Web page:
Ever since I learned how to make challah, I’ve had this child-like propensity for playing with flour and testing my not-so-nimble fingers to make different bread shapes, taking my arthritic imagination to task. It was snowing heavily one day in early February and this kind of weather would have most kids rushing out to build a snowman and hurling balls of snow. I’m not a kid, I dislike snow, so I stayed indoors. Yet I was in a playful mood and wanted to shape something aimlessly – certainly not a good thing when you’re trying to save your ingredients because they’re suddenly expensive these days. My ingredients did not really go to waste, as you can see:
Swirls, twists, the letter S, a collar, a baseball bat or a rabbit – there are several shapes you can experiment with. These shapes were produced using a pizza recipe from Peter Reinhart, but you can take your own favorite pizza or bread recipe and create these shapes. My “collar” bread on the left came out the way I imagined it, but I was slightly disappointed with my “S” breads. What I did wrong is that I did not roll out the strands thinly enough. Because this pizza recipe has yeast, I should have made the shapes ultra-thin because they rise once they’re snuggled in a hot oven. I lost the “S” there so my breads came out looking more like uneven body parts. What I mean by body parts…er…
For this “collar”, I divided my dough into two and rolled out each one into a strand thinly – to a length of about 16 inches. Then alternating the strands, I cross them over, somewhat like making a hair braid, but only with two strands. Braid them tightly, not loosey-goosey style, because once in the oven, they’ll balloon up!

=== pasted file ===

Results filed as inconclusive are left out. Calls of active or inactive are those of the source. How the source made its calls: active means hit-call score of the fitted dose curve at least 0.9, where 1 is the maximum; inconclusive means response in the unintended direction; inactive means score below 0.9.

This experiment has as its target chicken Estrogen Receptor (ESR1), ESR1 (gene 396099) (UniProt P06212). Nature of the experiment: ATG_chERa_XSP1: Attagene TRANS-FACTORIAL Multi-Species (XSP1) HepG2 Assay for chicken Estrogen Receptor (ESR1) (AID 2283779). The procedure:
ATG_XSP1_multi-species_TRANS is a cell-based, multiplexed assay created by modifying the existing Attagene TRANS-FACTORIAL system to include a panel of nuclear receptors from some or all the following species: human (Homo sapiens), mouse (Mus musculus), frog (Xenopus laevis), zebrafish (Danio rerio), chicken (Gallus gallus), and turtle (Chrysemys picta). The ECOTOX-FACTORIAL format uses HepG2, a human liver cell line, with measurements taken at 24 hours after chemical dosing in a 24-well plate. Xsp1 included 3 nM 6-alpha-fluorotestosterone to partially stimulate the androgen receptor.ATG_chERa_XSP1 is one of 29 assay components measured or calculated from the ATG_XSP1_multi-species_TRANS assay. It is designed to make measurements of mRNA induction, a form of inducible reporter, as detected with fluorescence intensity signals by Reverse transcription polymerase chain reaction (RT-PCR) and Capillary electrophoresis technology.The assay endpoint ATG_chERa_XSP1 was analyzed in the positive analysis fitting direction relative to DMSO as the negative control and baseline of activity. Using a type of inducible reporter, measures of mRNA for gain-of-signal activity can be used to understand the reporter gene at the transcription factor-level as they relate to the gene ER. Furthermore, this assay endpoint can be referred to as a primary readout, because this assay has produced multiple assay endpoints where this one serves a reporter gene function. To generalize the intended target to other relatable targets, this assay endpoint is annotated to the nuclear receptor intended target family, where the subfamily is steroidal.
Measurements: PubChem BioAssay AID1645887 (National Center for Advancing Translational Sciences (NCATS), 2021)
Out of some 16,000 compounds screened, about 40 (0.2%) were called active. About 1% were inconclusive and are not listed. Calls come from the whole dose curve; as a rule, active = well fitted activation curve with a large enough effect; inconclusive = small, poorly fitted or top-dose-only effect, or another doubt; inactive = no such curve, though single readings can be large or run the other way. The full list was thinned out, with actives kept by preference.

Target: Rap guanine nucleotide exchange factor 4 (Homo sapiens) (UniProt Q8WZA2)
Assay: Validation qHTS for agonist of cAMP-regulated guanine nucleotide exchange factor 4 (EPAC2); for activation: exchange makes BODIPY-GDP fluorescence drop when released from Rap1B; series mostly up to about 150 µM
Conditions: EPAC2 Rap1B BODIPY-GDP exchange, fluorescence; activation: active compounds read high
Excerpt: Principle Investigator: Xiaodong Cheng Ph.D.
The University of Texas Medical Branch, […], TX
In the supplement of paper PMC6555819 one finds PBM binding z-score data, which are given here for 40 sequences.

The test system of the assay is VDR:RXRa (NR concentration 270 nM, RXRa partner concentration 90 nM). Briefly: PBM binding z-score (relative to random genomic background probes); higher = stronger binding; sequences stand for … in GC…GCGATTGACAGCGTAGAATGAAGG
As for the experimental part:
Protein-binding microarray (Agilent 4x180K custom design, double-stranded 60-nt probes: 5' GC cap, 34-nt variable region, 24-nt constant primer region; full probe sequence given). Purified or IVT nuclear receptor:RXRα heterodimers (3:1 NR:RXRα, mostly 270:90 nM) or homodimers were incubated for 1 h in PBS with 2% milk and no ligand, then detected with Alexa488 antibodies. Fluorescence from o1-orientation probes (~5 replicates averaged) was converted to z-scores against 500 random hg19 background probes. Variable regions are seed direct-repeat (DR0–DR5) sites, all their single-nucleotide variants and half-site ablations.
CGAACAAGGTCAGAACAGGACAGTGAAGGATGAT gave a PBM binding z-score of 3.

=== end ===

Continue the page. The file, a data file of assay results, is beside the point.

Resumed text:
If you look closely, my strands are not even – they become smaller at the ends (see left side). That’s what happens when I get impatient rolling out dough into strands. When the dough is difficult to handle, it’s hard to stretch them evenly. I have good days though when dough can work like a charm – it’ll go wherever you want to take it. A lot depends on various factors – the room temperature, the kneading, the combination of ingredients, etc. On those days when dough acts like a temperamental child, I should take more time to evenly distribute the dough’s thickness from one end to another. For this bread I was happy, even if I could not get the strand to be uniformly sized from one end to the other.
For the S bread on the right, this is a shape I got from Peter Reinhart’s book. Again you divide your dough into strands, the number of which depends on how many “S” breads you want to make. Roll them out very thinly – and evenly. A 12-inch strand is good, but in this case, I should have rolled it out longer. Working both ends simultaneously, you take the end of each strand and roll it as you would do for cinnamon rolls or a jelly roll; one end going outwards (away from you) and one end going inwards (towards you).
I tried looking for a YouTube demo. There were some on other shapes but nothing for this S-shaped bread. Here’s a CRUDE drawing I did using Word’s drawing tools.
I did say it was crude so forgive me!
Keep the knots or curls as close together as possible. Some bakers coil it around only once – you can do that too. In fact, the picture above shows that there’s only one coil, but it started out with many coils like my drawing on the left.
I find bread sculpting relaxing…you would too if you like rolling up your sleeves and working your hands into dough! It reminds me of the days I used to play with clay. Now, if we could only have bread in as many colors as clay. With food coloring products, that’s not impossible to achieve!